Practically all of my cinema-going, for at least the last two decades, has been to Cineworld, at Grand Central, Stockport, and I’ve got a few memories of trips there, in company and alone. Because I don’t rush out for premieres, and I go to the odd showings, Sundays, or mid-to-late afternoons, I’ve fond myself sitting in small audiences, rarely more than a dozen, of late in single figures. I’ve sat alone in the half-dark, wondering if I might end up being the only one there, until a couple of people wander in, sitting somewhere behind me.
It’s ironic therefore that I’ve finally done it, finally been the one person to pay to go to see a film, when this was the last time I shall ever visit this cinema: it closes on Thursday. A new cinema, in a new complex, even nearer to the centre of Stockport, opens the Thursday after. If I want to see Justice League whilst I’m enjoying a week off, I shall have to go all the way out to Didsbury.
Thor: Ragnarok‘s supposed to be very good, very funny, so it was a pity I was sat alone, in the exact middle of Screen 9, because the occasion and the solitude got to me, and overtook the showing, and the many jokes fell flat without the reinforcement of people laughing around me.
Instead, it felt like watching it in my bedroom, on a massively oversized laptop screen, though for once I didn’t have to put up with my back being knacked because I could shuffle about whenever I wanted without worrying about spoiling the view for others behind me.
To be honest, I didn’t find the film all that funny anyway. Snappy wisecracks in and among the action are Marvel’s speciality, and it’s been given a good dose here, so much that Ragnarok has been reviewed as a superhero sitcom. But whilst some of the jokes – the ones I found funny – arose natural from character and circumstance, too much of the humour was of the knowing kind, finding fun in the story and its tropes, in the way that told you that someone couldn’t take thevstory seriously enough.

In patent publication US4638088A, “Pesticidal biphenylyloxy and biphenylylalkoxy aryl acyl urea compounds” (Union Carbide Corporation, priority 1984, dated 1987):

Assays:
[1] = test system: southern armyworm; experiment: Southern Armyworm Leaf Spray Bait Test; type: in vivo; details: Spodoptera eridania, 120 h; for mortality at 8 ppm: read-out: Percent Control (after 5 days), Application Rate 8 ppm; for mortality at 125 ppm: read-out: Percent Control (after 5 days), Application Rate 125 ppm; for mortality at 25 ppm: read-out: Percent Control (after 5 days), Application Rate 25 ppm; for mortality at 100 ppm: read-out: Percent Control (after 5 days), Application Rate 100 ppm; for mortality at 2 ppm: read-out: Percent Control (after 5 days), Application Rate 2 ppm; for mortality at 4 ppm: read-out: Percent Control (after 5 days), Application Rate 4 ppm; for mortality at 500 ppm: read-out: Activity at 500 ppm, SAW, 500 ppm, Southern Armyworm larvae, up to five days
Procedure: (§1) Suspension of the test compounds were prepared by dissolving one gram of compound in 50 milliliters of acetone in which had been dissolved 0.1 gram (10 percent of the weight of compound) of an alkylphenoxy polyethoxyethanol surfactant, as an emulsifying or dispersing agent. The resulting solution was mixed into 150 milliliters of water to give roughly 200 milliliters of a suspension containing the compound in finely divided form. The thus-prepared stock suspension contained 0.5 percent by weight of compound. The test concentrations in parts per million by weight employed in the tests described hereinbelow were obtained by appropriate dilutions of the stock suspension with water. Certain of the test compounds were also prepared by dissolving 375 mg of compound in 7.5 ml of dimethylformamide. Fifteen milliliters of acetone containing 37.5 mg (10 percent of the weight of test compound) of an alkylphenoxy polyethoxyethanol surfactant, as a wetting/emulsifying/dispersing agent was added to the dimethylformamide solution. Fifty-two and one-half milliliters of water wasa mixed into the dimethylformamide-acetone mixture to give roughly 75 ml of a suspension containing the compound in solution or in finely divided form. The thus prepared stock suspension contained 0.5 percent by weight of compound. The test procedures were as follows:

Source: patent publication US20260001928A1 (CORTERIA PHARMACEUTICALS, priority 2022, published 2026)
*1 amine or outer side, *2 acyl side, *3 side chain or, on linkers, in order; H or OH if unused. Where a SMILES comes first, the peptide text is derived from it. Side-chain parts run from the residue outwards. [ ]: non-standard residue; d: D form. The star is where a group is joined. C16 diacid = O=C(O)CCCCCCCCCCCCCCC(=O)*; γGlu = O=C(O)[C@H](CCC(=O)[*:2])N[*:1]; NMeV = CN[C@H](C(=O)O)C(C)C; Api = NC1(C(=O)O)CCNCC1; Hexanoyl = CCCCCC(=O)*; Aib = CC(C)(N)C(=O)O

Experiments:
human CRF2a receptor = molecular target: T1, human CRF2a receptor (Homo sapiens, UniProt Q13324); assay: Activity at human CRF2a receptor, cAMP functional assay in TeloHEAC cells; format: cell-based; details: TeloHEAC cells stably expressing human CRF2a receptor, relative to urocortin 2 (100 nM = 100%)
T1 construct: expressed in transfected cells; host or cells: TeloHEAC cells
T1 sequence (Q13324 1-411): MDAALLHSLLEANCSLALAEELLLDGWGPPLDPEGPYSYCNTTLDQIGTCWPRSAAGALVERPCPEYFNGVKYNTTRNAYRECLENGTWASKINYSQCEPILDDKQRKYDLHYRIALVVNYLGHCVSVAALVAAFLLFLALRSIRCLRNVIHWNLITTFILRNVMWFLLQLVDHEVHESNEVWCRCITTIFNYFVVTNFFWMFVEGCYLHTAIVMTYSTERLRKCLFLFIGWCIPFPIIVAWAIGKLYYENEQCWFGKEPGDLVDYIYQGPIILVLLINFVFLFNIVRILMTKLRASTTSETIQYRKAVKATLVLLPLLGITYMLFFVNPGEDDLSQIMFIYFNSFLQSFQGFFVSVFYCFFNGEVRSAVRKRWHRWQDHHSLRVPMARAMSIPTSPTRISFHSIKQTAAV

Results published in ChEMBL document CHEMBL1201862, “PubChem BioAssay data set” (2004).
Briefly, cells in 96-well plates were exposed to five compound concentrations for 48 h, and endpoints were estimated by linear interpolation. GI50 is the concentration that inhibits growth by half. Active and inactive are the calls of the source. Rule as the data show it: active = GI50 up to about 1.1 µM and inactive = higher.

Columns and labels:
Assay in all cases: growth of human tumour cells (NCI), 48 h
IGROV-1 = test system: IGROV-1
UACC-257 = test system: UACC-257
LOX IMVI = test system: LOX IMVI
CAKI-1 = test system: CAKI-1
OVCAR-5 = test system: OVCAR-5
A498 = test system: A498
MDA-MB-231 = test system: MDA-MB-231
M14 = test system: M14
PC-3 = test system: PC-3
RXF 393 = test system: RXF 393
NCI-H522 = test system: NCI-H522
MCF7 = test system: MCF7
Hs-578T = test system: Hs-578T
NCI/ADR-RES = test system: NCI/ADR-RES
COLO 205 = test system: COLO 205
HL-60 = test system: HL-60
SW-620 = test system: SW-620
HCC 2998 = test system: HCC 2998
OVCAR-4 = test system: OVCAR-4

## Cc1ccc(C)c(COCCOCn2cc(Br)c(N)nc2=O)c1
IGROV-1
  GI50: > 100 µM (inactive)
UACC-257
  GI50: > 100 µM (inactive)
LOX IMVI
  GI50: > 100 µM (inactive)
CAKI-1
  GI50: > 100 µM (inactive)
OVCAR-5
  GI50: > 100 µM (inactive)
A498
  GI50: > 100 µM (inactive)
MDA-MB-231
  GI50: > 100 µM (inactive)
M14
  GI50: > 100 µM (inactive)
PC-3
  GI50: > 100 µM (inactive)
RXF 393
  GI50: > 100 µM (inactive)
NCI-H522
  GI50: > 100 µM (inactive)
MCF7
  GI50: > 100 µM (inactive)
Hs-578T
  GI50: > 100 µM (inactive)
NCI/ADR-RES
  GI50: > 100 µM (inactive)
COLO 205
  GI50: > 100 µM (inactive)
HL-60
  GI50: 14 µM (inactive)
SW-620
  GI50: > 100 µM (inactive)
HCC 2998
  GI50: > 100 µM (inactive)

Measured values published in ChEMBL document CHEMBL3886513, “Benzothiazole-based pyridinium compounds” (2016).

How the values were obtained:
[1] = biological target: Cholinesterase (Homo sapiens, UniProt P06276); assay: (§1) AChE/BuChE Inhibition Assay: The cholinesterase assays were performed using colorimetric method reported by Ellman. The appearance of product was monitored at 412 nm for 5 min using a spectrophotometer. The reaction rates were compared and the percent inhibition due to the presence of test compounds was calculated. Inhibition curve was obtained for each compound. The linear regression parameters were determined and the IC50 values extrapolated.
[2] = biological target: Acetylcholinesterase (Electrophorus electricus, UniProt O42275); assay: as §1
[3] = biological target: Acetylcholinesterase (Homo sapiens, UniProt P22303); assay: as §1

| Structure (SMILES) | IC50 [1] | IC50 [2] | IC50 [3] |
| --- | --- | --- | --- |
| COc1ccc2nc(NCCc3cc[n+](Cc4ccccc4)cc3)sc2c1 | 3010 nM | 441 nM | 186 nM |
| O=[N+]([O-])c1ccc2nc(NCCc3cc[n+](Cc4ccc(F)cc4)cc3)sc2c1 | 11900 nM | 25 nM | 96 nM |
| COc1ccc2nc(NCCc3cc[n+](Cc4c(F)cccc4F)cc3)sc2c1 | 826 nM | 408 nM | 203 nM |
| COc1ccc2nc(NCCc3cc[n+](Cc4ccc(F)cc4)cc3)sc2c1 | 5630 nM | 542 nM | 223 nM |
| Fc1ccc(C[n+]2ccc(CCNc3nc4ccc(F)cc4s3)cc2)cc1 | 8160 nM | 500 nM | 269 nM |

And I am old enough to have watched the Sixties Batman TV show in the Sixties, as a result of which I have very sensitive antennae for when we get anywhere near that territory, and I bear too many scars to be properly comfortable over land like that.
I’m not going to try to describe the story because there simply wasn’t one, just a grab-bag of confrontations, fights, clashes and in the case of the Grandmaster, as clear a case of camp as you could ever not wish for: Jeff Goldblum was channeling Lorenzo Semple Jr throughout. All this was was 130 minutes with little underlying progression, which eventually stopped after they ran out of bigger things to CGI.
Mind you, I did enjoy it , whilst it lasted, and this time didn’t look at my watch for a good ninety minutes. I even recognised all the bits they took from Walt Simonson’s magnificent Eighties run, still by far the best work ever done on Thor, in my opinion, and something I was there for, month in, month out.
But if I was to go watch it again, it will be for one reason only, Cate Blanchett as Hela, Goddess of Death, and main villain, because, my oath, she was Hot! in every second she was onscreen. I don’t usually respond that viscerally to any actress, but this time I was metaphorically baying at the moon.
Which was an ironic parallel to the pre-film trailer for the remake of Jumanji, which was loud, ridiculous, hyperactive, stupid and so not the film to take me to unless you are planning to snog my mouth off for the whole length of the film, or else it’s the edited version that only has the scenes Karen Gillan is in.
Speaking of trailers, after years of spoiler-avoiding, I also saw the one for Justice League, about which I can only say, Ohhhh shhhiiiitttttt!!!!!!
But this is my response to Thor: Ragnarok, which clearly didn’t get high marks from me, but like I said, I was blindsided by the occasion and the solitude (and having had very little sleep last night) so I wasn’t the best audience for it. Even though I was the only audience for it.